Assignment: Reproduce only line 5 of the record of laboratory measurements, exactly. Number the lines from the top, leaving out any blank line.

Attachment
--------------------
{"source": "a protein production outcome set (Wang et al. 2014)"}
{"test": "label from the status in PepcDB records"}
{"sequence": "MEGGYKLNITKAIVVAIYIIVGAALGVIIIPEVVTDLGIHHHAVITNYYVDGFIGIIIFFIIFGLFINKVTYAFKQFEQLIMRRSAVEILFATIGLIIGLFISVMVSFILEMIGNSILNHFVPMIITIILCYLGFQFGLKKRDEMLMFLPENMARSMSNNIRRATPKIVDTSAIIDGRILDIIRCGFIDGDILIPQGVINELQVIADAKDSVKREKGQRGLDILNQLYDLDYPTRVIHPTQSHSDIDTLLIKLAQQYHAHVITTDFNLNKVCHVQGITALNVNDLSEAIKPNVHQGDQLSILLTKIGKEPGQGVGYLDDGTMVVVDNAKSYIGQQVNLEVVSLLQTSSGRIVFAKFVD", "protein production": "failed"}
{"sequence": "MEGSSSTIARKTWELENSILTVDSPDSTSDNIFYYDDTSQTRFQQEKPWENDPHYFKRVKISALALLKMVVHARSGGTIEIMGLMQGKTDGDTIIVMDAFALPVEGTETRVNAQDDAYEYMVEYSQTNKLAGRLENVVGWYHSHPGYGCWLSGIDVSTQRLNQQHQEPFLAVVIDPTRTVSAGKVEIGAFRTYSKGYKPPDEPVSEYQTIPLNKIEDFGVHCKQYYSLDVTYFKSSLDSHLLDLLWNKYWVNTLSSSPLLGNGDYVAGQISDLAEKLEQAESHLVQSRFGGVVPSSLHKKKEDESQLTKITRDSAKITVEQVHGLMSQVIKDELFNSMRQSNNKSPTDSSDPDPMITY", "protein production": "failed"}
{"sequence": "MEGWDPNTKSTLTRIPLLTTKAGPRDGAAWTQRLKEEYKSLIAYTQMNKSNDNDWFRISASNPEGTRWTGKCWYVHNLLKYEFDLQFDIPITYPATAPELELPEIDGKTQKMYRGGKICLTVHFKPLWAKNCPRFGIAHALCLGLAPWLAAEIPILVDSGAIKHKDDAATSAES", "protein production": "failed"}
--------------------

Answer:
{"sequence": "MEGWDPNTKSTLTRIPLLTTKAGPRDGAAWTQRLKEEYKSLIAYTQMNKSNDNDWFRISASNPEGTRWTGKCWYVHNLLKYEFDLQFDIPITYPATAPELELPEIDGKTQKMYRGGKICLTVHFKPLWAKNCPRFGIAHALCLGLAPWLAAEIPILVDSGAIKHKDDAATSAES", "protein production": "failed"}